Pumpkin and Pumpkin Spice the Good, Bad, and The Scary

Fall’s finally here! The leaves are turning different colors, the days are getting shorter and colder. And of course, pumpkin spice is everywhere in everything. Lattes, doughnuts, bread, cereal, creamer and frozen yogurt just to name a few. They even make a pumpkin spice deodorant. (If you want to see how crazy the pumpkin spice craze really is here is a link to 65 different types of things that are pumpkin spice that have no business being pumpkin spiced). But what benefits does pumpkin have? Is it actually that healthy for us? What part of the pumpkin can I actually eat? And is the pumpkin spice additive actually made from pumpkin, or is it artificially flavored pumpkin?

Is it Healthy?

Pumpkin is a winter squash native to North America and belongs to the Cucurbitaceae family (Ramen 1). Many people view the pumpkin as a vegetable it is actually a fruit (it has seeds), and does have several health benefits.

  1. It’s rich in Vitamin A and very nutritious
  2. Pumpkin is packed with Antioxidants, which may reduce chronic diseases
  3. It contains compounds that may promote healthy skin
  4. Pumpkin is very versatile and easy to add to your diet.

Most People Don't Actually Use Any of the Pumpkin

If you’re like most Americans, you go to the pumpkin patch once a year, pick out a nice looking pumpkin, bring it home, clean out its “guts,” and carve a face into the front to make your own personal jack-o-lantern. we tend to just throw out the insides, and then throw the whole thing out after Halloween. People don’t actually bother using the any of the pumpkin they bought for eating purposes, which is a same considering all the benefits listed above.

Did you know?

Nearly 94% of the pumpkin is edible? The only thing you can’t eat is the stalk. Pumpkin guts are a great base for broth or wine, the seeds can be roasted, the flesh can be used to make breads, pies, and soups, and the skin is edible in small varieties (like gem or squash).  How to Eat Pumpkin.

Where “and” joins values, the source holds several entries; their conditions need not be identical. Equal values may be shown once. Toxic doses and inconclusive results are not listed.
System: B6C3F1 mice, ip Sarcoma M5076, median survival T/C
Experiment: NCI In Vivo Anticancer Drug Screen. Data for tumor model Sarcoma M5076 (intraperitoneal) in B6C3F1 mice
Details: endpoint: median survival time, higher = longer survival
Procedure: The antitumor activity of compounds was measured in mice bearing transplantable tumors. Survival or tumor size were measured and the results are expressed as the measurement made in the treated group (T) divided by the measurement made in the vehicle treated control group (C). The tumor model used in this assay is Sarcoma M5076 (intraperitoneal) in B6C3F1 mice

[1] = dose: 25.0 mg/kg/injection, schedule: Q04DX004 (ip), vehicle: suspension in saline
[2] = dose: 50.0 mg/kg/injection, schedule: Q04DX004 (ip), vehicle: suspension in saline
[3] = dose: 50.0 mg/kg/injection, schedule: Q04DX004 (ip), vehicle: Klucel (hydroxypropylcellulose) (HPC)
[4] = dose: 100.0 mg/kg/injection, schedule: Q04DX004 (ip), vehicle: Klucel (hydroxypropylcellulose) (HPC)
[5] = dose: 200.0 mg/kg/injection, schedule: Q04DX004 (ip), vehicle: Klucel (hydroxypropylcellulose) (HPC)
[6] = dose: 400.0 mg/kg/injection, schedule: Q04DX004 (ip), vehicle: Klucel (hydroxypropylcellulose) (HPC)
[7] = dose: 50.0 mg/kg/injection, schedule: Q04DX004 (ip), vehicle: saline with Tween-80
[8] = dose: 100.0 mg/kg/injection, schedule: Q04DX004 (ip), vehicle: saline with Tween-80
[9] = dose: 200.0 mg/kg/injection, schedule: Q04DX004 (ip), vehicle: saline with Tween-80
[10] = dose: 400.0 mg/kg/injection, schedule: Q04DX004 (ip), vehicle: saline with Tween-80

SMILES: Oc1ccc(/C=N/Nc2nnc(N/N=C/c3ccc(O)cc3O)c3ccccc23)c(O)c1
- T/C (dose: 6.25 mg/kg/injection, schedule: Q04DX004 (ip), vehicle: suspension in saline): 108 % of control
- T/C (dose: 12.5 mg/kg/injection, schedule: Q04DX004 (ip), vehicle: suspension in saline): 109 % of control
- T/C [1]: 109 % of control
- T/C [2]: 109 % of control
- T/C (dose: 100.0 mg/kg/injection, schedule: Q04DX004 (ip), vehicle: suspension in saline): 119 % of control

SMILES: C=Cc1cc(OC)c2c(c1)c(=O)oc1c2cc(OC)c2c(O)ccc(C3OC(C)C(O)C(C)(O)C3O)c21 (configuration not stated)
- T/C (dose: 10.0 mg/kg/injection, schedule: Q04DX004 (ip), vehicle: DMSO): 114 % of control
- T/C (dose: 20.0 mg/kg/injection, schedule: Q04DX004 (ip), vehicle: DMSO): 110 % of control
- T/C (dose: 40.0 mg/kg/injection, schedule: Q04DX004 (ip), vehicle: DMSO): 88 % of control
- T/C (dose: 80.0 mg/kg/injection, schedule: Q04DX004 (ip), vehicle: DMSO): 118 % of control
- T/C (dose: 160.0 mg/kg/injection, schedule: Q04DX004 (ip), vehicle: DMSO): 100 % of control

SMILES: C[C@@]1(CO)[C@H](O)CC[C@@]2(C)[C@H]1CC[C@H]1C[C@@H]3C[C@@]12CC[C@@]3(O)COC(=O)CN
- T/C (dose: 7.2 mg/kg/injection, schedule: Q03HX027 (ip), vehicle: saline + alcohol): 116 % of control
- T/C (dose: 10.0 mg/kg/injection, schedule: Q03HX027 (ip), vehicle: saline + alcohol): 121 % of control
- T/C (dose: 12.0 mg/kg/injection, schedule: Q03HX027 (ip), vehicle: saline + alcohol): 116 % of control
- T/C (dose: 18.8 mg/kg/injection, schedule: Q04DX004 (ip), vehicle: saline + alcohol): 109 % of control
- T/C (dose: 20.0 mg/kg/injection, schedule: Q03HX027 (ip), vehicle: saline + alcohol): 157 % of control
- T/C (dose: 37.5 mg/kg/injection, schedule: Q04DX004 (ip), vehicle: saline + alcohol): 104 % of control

Gluten Free Pumpkin Recipes:

Vegan Glen Free Pumpkin Coffee Cake:

Almond Flour Pumpkin Muffins

Flourless Pumpkin Pancakes

Pumpkin Breakfast Cookies (Gluten Free and Vegan)

Pumpkin Spice: Fact of Fiction?

There are so many pumpkin spice products that it would be impossible to name them all. But a lot of products are artificially flavored and contain no pumpkin at all. The trick is knowing how to spot the real from the phonies. The first step is always going to be to look at the ingredient list on the back of the package. If you don’t see the word pumpkin on the back, but do see artificial flavor, there’s no pumpkin there. Sometimes the labels will say naturally flavored, but if it doesn’t say pumpkin, you can’t be sure what that means.

There are actually websites devoted to uncovering who has the real ingredients vs. the fakes. Here are some examples of “fake” pumpkin spice products:

  • Gatorade
  • Skittles
  • Doritos
Here are some Pumpin Spice Products that are real.
  • Cheerios
  • Pumpkin Spice Pop Secret Pop-corn
  • Wrigley’s Extra Gum.

(Examples Above Provided by Beardsley, David 1)

Pumpkin Spice and Starbucks:

For as long as Starbucks has had their pumpkin spice latte there has always been a rumor that the flavoring they used was carcinogenic. Well, I’m here to tell you that the rumors are true. Starbucks uses Class IV Carmel Color in many of its beverages; including pumpkin spice (Food Babe 1).

IV Carmel Coloring:

  • It is created in a laboratory using corn sugar, ammonia, and sulfates
  • A S. government study found that feeding mice caramel coloring IV increased their risk of developing lung cancer.
  • It has no nutritional benefits and is only used cosmetically to improve the appearance of food and drinks

(Examples Provided by Vani Hari, Food Babe)


In Conclusion

Fall is a time for bon fires, watching the leaves change color, and enjoying pumpkin. While not everything that is labeled pumpkin is true pumpkin, we can still enjoy it. But we should strive to eat food that is real because real food contains real benefits. We should actively avoid any fake foods that are actually harmful to our health. But the best way to get the benefits from the pumpkin is to simply buy one and carve it up. Remember; most of it is edible.

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Beardsley, David WUSA9Verify: Pumpkin Spice Products – What’s Real and What’s Not” Published 10/6/2017, Accessed 10/2/2020. httpswww://wusa9.com/article/news/verify/verify-pumpkin-spice-products-whats-real-and-whats-not/65-481457725

Hari, Vani, Food BabeYou’ll Never Guess What’s In a Starbucks Pumpkin Spice Latte (Hint: You Won’t be Happy). Updated 4/6/2015, Accessed 10/2/2020.

Raman, Ryan, healthline. 9 Impressive Health Benefits of Pumpkin.” Published 8/28/2018, Accessed 10/2/2020.  https://www.healthline.com/nutrition/pumpkin

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